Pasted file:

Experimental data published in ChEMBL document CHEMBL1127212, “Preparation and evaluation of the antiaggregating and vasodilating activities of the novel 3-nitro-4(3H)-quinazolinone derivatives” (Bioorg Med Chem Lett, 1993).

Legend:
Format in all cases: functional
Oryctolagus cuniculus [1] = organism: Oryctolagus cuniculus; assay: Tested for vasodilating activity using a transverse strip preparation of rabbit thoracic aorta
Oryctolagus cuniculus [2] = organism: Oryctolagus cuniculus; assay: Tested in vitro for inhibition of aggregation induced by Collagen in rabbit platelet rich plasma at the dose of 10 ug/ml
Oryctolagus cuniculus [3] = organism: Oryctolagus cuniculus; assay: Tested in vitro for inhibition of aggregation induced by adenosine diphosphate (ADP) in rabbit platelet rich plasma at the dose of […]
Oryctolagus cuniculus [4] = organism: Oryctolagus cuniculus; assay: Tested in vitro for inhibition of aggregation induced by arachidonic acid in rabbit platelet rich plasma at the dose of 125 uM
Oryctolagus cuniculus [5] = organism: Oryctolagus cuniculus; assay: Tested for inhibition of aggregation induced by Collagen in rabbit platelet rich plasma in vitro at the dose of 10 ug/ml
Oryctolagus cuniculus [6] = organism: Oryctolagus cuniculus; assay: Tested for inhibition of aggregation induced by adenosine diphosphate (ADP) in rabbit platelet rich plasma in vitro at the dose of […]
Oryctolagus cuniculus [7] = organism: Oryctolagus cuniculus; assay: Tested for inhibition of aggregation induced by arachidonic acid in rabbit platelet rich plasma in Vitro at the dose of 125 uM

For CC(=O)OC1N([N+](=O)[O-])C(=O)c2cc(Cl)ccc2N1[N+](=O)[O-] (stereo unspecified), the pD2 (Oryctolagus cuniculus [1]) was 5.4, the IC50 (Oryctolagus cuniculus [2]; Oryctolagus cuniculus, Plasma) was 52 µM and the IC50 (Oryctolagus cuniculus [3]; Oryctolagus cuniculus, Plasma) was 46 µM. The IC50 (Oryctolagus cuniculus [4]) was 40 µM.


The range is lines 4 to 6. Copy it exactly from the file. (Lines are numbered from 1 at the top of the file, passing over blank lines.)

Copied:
Oryctolagus cuniculus [1] = organism: Oryctolagus cuniculus; assay: Tested for vasodilating activity using a transverse strip preparation of rabbit thoracic aorta
Oryctolagus cuniculus [2] = organism: Oryctolagus cuniculus; assay: Tested in vitro for inhibition of aggregation induced by Collagen in rabbit platelet rich plasma at the dose of 10 ug/ml
Oryctolagus cuniculus [3] = organism: Oryctolagus cuniculus; assay: Tested in vitro for inhibition of aggregation induced by adenosine diphosphate (ADP) in rabbit platelet rich plasma at the dose of […]